The aftermath of the Lac Mégantic incident is not the first time that an institution has found itself the subject of a surge in requests for information. Although these events in themselves are not foreseeable, many institution- or issue-specific surges in requests are. However, the Commissioner’s experience is that institutions do not always have the resources to absorb a sudden increase in requests. To address this, the Commissioner has recommended that the Treasury Board of Canada Secretariat (TBS), as the administrator of the access system, consider implementing measures that could help institutions that find themselves under-resourced in times of crisis. TBS, for its part, has begun to work with the Commissioner on developing such support for institutions.
Throughout 2013–2014, the Commissioner also received a number of similar groupings of delay complaints against Citizenship and Immigration Canada and the Canada Border Services Agency. Working with these institutions, the Commissioner resolved 161 of these complaints in a timely manner in 2013–2014. Others will be closed in 2014–2015.
Access performance at the RCMP
In 2012–2013, the Commissioner reported that the Royal Canadian Mounted Police (RCMP) was so understaffed that it was unable to acknowledge receipt of incoming access requests at all or as promptly as it should have, and provided requesters with an insufficient response letter (see, “Insufficient response”).
The Commissioner received 102 administrative complaints against the RCMP in 2013–2014, mainly relating to a failure to respond to requests in a timely manner. This was an increase of 46 percent over the previous year. To address these complaints, the Commissioner worked with the RCMP to address the insufficiencies in its response letters. She also negotiated commitment dates for responses in 13 cases, sending a formal letter to the institution for this purpose in 4. The RCMP met all of the dates to which it committed. In addition, senior officials met on several occasions to discuss the RCMP’s action plan. Although the RCMP did not give a copy of this plan to the Commissioner, the institution has been updating her on its progress. The Commissioner will continue to monitor the performance of the RCMP.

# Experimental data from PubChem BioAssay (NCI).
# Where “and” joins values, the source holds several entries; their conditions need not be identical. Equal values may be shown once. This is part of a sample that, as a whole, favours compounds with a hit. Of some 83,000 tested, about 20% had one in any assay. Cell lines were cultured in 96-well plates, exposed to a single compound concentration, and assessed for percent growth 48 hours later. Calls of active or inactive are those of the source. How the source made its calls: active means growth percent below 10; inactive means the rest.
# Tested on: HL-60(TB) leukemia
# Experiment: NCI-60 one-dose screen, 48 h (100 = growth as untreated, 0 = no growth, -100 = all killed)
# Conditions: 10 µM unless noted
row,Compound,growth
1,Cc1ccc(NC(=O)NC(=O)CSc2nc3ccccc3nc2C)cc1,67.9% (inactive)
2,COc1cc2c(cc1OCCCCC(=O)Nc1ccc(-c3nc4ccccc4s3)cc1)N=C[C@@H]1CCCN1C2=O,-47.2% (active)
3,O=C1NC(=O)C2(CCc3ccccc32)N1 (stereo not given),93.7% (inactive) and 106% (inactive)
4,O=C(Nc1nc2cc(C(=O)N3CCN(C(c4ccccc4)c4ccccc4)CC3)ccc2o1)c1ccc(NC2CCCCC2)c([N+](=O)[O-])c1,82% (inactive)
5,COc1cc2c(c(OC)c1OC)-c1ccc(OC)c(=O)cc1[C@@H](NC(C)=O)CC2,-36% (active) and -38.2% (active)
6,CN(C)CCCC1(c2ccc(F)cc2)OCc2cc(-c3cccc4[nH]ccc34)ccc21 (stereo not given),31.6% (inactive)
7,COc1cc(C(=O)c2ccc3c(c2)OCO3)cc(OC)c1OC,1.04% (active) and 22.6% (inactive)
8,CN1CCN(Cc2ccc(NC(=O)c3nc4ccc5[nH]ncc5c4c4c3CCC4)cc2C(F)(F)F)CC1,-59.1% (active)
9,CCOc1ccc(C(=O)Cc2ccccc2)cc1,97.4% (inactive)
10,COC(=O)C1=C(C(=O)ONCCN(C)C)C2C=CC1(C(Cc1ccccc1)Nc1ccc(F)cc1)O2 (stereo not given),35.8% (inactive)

Facilitating maximum disclosure of information
In February 2011, a person turned to Correctional Service Canada (CSC) for information about the death of a close family member in a federal prison. The person wanted to see the report of the investigation CSC had carried out into the death, and filed a request under the Access to Information Act to get it.
CSC released a copy of the 94-page report in June 2011, but with substantial portions blacked out. The requester sought legal assistance to understand why the vast majority of the report had not been disclosed. In March 2012, the lawyer complained to the Commissioner, on behalf of her client, about the response from CSC. In her letter, the lawyer noted that the requester was of the view that information might have been inappropriately or unnecessarily withheld.
An investigator from the Office of the Information Commissioner analyzed the portions of the report CSC had decided not to disclose. A dialogue ensued between the investigator and a CSC representative about whether these redactions were legitimate. In response to these exchanges and a formal letter expressing the Commissioner’s concerns about the institution’s application of exemptions under the Act, CSC reconsidered its position on most matters and released almost all of the blacked-out information. In the end, the requester learned just that much more about what had happened at the end of the family member’s life.
The Commissioner also closed a number of complaints in 2013–2014 against the Bank of Canada pertaining to Canada’s new polymer bank notes, including whether they melted, the apparent use of the image of an Asian woman on the new $100 bill, and the results of focus group sessions relating to the development and implementation of the notes. The majority of the 18 investigations dealt with allegations of improper use of exemptions under the Act to withhold information.
As a result of the Commissioner’s intervention, the Bank of Canada provided additional records to requesters in all seven of the refusal complaints the Commissioner closed by March 31, 2014. In some instances, the Bank issued several supplementary releases of records over the course of the investigation.
Overall, 54 percent of the 680 investigations that involved a refusal to grant access to records and that the Commissioner settled or completed with a finding in 2013–2014 resulted in institutions disclosing more information to the requester.